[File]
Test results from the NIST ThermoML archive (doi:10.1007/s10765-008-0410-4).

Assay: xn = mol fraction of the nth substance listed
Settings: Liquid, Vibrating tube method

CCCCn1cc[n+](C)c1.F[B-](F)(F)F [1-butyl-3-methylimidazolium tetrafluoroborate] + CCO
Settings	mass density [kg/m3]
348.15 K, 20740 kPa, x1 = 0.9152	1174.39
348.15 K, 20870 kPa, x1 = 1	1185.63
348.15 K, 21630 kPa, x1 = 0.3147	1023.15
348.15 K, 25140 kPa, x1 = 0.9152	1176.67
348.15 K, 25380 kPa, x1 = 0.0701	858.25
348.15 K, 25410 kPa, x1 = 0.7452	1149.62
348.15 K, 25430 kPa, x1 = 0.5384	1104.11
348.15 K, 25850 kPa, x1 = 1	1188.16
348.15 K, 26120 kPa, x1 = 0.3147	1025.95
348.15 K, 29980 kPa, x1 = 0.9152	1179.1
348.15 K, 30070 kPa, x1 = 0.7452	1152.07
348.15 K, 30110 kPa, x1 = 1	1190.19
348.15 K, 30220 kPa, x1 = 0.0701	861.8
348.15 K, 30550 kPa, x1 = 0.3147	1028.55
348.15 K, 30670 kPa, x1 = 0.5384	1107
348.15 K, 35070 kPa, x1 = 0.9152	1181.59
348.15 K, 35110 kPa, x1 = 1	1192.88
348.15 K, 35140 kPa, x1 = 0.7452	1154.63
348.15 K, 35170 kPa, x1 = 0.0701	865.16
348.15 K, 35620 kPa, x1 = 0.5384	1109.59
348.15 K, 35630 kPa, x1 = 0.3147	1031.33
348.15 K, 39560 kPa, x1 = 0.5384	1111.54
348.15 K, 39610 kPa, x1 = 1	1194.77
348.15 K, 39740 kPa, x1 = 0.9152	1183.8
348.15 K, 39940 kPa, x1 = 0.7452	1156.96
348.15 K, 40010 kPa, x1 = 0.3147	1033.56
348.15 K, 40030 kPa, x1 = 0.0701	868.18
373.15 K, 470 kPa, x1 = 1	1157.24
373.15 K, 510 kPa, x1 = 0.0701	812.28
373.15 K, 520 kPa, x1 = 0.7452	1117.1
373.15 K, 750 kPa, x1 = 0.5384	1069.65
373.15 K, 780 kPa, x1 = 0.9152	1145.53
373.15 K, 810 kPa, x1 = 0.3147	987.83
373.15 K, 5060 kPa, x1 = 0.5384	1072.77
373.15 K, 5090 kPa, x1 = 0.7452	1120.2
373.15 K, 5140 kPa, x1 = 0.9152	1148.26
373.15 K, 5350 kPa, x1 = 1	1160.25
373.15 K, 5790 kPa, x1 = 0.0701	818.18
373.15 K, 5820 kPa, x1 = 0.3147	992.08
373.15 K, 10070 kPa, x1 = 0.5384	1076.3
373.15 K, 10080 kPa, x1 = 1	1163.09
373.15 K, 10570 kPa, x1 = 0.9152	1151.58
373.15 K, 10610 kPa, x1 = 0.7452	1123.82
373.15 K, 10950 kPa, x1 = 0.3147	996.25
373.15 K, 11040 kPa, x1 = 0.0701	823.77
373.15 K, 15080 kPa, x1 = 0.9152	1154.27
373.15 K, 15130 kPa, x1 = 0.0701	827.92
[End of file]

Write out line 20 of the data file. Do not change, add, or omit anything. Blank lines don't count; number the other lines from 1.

348.15 K, 30670 kPa, x1 = 0.5384	1107